Though I would say that non-profits and things like you mentioned are generally more inclined to treat their employees fair.


There are no free lunches. None of those examples work as well as pure employer employee relationship companies, otherwise there would be many, many more of them. A works with more cöops and partnerships would be poorer because they’re just less efficient.


> Employment relationships are fundamentally exploitative though. While it's absolutely true that smaller companies can do a lot better in treating their employees right, the fact of the matter is that there is an asymmetrical relationship between an employee and the company due to a large power gap between the two.

Yes and no. I don't think our society does enough to protect and help the people at the bottom of the socioeconomic ladder, for the reasons you state. But, I also think if it weren't for our capitalist system, these same people likely wouldn't have any jobs at all, and that a lousy job is usually better than none.

I'm absolutely not in favor of tearing down the entire capitalist system, as your parent comment implies. And I certainly don't think it's immoral to look at diversity hiring as a competitive advantage—quite the contrary, in fact.


There are many ways to skin this cat: people characterized online as SJWs are mostly persuaded by the push for equal opportunity, neo-liberals will be persuaded by the untapped economic potential that is covered up by discrimination. There's an argument to be made to libertarians, etc. etc.

The fact of the matter is that our society is based on western liberal ideas, core to that idea is the freedom, liberty, and equality. You simply can't square America's past with that idea and if you believe in the western liberal philosophy then in my view you can be persuaded to see the value in these movements.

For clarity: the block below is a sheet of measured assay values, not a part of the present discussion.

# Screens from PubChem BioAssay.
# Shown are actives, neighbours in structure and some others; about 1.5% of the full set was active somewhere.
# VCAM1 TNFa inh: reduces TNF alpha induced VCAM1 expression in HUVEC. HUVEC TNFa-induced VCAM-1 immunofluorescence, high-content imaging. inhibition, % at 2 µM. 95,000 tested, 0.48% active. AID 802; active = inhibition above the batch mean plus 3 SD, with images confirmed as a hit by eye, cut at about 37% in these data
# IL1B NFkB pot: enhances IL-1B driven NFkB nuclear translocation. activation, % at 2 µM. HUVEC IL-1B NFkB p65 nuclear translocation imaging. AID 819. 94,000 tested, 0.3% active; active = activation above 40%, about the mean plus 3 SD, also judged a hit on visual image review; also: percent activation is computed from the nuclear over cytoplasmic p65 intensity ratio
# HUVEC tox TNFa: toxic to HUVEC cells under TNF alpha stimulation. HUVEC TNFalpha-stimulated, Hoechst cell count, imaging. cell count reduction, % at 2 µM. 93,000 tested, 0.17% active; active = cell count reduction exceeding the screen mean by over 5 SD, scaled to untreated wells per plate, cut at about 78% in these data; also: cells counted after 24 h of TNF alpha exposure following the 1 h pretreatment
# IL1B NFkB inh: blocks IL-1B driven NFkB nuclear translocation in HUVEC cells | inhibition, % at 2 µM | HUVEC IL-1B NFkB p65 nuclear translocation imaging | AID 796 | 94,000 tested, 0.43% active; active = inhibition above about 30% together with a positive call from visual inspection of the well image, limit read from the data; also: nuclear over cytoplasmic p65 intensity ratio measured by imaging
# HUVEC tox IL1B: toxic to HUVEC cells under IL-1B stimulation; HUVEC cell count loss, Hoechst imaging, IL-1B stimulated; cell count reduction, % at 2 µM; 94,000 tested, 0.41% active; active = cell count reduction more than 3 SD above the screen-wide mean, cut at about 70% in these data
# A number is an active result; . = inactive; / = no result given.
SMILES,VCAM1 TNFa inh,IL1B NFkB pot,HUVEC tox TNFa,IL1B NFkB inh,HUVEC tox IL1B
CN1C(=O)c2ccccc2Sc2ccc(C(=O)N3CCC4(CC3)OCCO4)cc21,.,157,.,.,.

Much of your comment I agree with but I do take issue with the concept of "identity politics flavored social justice warfare".

If you put yourself in the shoes of underrepresented people and our allies, you might understand that it's impossible to predict exactly what sort of political expression will jolt folks wielding power into doing right by us without making them feel like we're being too loud.

People very much thought of Dr. King as a social justice warrior in his time. He was deeply unpopular most of his life. And even he had difficulty making progress without having more aggressive folks as the alternative to dealing with him.

The fact is, very little gets done without the social justice warriors, and certainly not at scale.


The thought of having to confront inequality or having to recognize that minorities are treated differently solely on the basis of their skin color, sexual orientation or gender is one that is unfortunately still deeply uncomfortable it seems. MLK's understanding of the white moderate still remains as pertinent today as it did when he wrote that letter.


Thank you for that comment, I think you definitely do have a point. It's true that Dr. King was far more radical than people remember him being, and that's part of what I admired about him. But I don't think it's true that "even he had difficulty making progress without having more aggressive folks as the alternative to dealing with him." I used to think this was the case, but now I'm not so sure.